Each year, traffic accidents cause thousands of severe injuries and deaths on Texas roadways. In 2016, 17,582 people were severely injured and 3,773 were killed in motor vehicle crashes.
Many of the accidents that caused these injuries and deaths involved violations of Texas road safety rules. This is why it is so important to be a defensive driver and follow all of our state’s traffic safety laws. This can help prevent accidents and reduce the risk of being killed or suffering a severe injury if an accident happens.
Our car accident lawyers in Fort Worth, TX advise you to review the traffic safety laws below before hitting the road. If you suffer an injury or lose a loved one in a car crash, contact our firm for a free legal consultation to find out if you can file a lawsuit to obtain compensation for medical expenses, lost wages and other damages.
1. Texas Seat Belt Laws
In 2016, more than 43 percent of those killed in motor vehicle crashes were not wearing a seat belt, despite the fact that not wearing a seat belt violates the Texas Transportation Code.
Under Section 545.413(a) of the code, it is illegal for anyone who is at least 15 years old to ride in a passenger vehicle without wearing a seat belt, provided the person’s seat is equipped with a seat belt. Violating this section is a misdemeanor punishable by a fine of between $25 and $50.
Section 545.413(b) makes it illegal for anyone operating a passenger vehicle equipped with seat belts to allow someone who is younger than 17 years old to not wear a seat belt. Violating this section is a misdemeanor punishable by a fine of between $100 and $200.
Child Seat Belt Law
It is illegal to transport a child under eight years of age without the child being secured in a child passenger safety seat system, according to Section 545.412 of the transportation code. The only exception is if the child is more than four feet nine inches tall.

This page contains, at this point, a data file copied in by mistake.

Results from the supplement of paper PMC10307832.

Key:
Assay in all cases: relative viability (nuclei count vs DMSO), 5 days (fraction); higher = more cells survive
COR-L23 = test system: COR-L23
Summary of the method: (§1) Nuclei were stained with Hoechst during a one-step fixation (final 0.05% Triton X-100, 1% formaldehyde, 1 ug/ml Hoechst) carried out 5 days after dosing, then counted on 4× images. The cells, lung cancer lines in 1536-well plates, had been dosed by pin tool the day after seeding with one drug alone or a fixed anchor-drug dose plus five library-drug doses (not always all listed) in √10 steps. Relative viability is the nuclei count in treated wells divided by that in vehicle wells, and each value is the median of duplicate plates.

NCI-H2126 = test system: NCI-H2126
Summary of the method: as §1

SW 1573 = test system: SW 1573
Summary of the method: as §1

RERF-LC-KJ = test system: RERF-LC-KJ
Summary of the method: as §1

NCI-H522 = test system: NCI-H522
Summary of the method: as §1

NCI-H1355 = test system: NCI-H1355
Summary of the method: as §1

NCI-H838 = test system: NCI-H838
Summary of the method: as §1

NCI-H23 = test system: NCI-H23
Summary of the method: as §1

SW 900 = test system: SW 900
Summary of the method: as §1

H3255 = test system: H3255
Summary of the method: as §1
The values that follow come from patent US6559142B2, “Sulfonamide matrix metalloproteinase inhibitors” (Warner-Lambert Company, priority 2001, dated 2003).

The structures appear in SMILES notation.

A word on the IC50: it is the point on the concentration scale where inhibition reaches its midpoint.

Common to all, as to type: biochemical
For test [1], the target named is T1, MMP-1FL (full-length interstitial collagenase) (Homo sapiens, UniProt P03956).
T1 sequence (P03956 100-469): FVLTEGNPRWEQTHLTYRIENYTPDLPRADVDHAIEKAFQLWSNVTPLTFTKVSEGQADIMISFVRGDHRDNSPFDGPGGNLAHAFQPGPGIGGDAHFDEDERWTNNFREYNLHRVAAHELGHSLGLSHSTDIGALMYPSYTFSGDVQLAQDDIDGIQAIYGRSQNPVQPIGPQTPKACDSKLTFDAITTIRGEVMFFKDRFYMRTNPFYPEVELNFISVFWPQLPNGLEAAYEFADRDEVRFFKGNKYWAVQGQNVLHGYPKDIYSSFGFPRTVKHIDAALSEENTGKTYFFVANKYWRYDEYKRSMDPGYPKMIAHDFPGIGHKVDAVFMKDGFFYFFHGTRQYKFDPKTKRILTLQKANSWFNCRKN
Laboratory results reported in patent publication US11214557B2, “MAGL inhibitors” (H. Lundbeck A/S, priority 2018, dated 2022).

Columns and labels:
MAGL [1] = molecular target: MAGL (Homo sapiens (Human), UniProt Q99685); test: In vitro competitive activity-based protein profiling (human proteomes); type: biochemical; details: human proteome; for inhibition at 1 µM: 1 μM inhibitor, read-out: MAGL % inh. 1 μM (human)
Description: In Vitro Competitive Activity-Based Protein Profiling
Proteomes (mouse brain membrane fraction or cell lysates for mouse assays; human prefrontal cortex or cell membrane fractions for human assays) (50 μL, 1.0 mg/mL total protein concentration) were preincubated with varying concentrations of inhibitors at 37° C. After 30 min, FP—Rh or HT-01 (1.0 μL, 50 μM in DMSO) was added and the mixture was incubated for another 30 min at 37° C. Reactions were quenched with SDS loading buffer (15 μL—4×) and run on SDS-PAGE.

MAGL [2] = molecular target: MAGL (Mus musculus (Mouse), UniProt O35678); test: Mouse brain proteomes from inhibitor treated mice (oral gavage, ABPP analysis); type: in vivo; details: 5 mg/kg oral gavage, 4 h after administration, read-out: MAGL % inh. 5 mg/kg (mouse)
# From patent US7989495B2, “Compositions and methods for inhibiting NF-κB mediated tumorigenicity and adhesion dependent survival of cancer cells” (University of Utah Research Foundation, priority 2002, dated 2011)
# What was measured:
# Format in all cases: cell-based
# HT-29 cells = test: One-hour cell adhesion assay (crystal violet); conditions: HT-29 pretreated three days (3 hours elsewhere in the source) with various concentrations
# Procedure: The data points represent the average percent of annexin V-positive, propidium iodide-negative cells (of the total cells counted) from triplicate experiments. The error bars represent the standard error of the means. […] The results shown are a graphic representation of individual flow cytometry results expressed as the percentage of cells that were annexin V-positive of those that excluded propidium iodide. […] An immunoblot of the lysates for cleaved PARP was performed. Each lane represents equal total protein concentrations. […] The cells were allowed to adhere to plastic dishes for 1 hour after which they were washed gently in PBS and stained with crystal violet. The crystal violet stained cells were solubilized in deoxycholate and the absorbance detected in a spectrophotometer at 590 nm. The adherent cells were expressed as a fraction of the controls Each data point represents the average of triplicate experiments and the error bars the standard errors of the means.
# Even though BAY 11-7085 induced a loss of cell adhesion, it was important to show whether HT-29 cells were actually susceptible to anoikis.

The penalty for a violation of this section is a misdemeanor charge that carries a fine between $25 and $250.
Enforcement of Seat Belt Laws
The Click It or Ticket Campaign has been helping authorities enforce Texas seat belt laws for 15 years. When the campaign began in 2002, 76 percent of Texas residents used their seat belts. The campaign has helped increase that figure to 92 percent.
How Seat Belts Help Keep Motorists Safe
Wearing your seat belt is not just the law, it helps keep you safe on the road. Wearing a seat belt prevents you from being ejected from your vehicle in a crash and increases your chances of surviving the crash by 45 percent.
2. Texas Distracted Driving Laws
One of the fastest growing threats to traffic safety is distracted driving. Last year in Texas, 455 people were killed in accidents involving a distracted driver.
The most common form of distracted driving is using a cellphone while driving, often for texting or making a phone call.
There is currently no statewide ban on the use of cellphones while driving. However, more than 90 cities have restrictions on the use of cellphones while driving. Some of those restrictions include:
- Those driving on a learner’s permit cannot use handheld cellphones during the first six months they drive.
- Any driver under age 18 is not permitted to use a cellphone.
- School bus drivers cannot use cellphones when driving children
- No drivers may text or use handheld devices when moving through a school zone.
These restrictions carry fines ranging from $200 to $500.
3. Speeding Laws
Speeding puts all motorists at risk in the following ways:
- Crashes are likely to be more severe when speeding is involved
- It is easier for a driver to lose control of a vehicle if he or she is speeding
- Speeding decreases the amount of time in which drivers can stop to avoid a hazardous situation
In 2016, there were 300 deaths from crashes involving motor vehicles that were speeding, this includes drivers, passengers and pedestrians.
It is illegal to travel above the speed limit on a Texas roadway. Section 545.351 of the transportation code states that drivers are not permitted to travel a speed that is greater than what is reasonable or prudent for the given circumstances.